iOS 10 – Music, News and Photos
In iOS 10, you can finally delete apps that Apple previously forced you to keep. Stocks, iBooks, the Apple Watch companion and pretty much anything aside from the phone dialler and clock can be removed from your homescreen.
I’d say it’s more hiding them, rather than actually deleting them, since they’ll be knocking around in the system files and can easily be added again through the App Store. But being able to eliminate apps that I never use from an already jammed homescreen is a huge bonus.
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In iOS 9, the two apps that I’d have considered deleting if I had the option were News and Apple Music. Both were infuriatingly slow, seriously limited and pretty ugly; but that’s all changed now.
Both News and Apple Music are faster, cleaner, and in the latter it’s much easier to see which songs you have downloaded, and quicker to find playlists that you actually want to listen to.
I’m on board with the new font scheme and the reliance on bold lettering, minimal text and high-resolution art, too. It’s what both these apps should have presented from the start.
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I love Google Photos. It’s easily the best photo cloud service around. And it appears that Apple agrees, since its latest Photos update plucks a number of the former’s coolest features.
Photos now automatically groups together similar faces and cleverly combines shots taken together into slideshow albums, complete with music. Both are nice additions, although some of the algorithms aren’t quite as accurate as those of Google. It struggles to differentiate between siblings, for example, and always adds in a few unrelated photos to albums. It’s am improvement, nonetheless.
iOS 10 – Home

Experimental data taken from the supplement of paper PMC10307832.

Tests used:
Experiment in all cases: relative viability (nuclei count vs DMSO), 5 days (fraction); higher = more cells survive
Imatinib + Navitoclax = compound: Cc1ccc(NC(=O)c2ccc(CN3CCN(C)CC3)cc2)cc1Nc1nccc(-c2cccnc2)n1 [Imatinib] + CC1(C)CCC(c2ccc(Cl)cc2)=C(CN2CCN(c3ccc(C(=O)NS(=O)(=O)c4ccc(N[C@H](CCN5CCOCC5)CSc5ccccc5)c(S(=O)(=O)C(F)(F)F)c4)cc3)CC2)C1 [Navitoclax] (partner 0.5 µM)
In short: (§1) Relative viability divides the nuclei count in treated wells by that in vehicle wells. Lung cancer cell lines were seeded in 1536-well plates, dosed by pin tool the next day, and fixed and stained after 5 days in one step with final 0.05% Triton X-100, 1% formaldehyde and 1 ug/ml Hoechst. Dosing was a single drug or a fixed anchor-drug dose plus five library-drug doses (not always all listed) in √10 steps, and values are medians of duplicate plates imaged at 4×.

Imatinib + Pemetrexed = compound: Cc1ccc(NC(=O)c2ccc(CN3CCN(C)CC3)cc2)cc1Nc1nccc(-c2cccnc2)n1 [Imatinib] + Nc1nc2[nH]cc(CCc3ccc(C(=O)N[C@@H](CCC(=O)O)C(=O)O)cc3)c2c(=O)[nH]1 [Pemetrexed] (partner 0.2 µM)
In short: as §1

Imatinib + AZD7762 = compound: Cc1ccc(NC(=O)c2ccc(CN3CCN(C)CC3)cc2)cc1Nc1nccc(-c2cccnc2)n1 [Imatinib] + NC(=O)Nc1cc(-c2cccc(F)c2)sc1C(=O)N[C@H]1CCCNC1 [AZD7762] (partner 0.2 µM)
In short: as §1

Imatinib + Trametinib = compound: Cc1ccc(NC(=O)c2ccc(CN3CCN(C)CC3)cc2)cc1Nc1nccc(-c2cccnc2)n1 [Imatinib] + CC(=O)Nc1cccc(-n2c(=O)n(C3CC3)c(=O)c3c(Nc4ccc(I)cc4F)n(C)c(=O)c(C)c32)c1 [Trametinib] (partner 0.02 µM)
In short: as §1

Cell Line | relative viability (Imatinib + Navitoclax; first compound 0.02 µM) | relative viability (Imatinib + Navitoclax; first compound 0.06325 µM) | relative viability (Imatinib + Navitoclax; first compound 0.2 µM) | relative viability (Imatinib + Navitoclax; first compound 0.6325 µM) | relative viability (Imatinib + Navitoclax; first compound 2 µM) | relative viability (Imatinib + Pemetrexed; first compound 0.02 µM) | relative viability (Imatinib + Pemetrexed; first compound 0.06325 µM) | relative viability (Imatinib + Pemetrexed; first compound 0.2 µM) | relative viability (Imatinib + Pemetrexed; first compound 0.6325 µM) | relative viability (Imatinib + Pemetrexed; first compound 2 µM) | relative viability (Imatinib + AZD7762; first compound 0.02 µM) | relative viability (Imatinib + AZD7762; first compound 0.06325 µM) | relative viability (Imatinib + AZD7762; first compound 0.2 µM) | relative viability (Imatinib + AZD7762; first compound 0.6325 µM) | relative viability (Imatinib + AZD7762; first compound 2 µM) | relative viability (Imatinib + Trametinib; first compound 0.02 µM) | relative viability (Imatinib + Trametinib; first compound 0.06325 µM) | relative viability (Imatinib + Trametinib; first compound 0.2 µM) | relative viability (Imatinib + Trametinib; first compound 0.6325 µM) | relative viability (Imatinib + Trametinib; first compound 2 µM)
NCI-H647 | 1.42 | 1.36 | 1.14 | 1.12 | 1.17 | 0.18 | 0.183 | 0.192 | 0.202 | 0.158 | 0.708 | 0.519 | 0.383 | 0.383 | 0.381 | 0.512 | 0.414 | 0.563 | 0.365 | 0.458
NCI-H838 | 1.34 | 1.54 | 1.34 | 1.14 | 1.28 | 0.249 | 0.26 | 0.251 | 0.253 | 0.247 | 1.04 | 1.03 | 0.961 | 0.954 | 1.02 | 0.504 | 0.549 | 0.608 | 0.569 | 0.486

While plenty of Apple’s apps have seen much-needed visual and functionality improvements in iOS 10, there’s a completely new app that’s worthy of a mention. Even though many folk will never open it.
It’s called Home, and it’s a godsend if you’ve started to invest in HomeKit-enabled smart home tech. Instead of having to jump between apps for your lights, thermostat, blinds and so on, you have a single app that aggregates it all together.
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It’s on the basic side, and for some of the deeper functionality you’ll still have to use other apps, but it’s fantastic for quickly seeing what’s on and off. You can set up scenes – for example, having your light turn on, blinds open and heating raised – and access this through spoken phrases to Siri.
If you have one of the latest Apple TVs in your home, it can be used as a hub for automation, enabling you to alter settings while you’re away. It’s a slick setup that seems to works without the need for any faff.
This app was desperately needed for HomeKit to really take off, and also to make it more user-friendly and enticing. Even though the execution is basic, I haven’t opened the dedicated Philips Hue app at all since updating to iOS 10.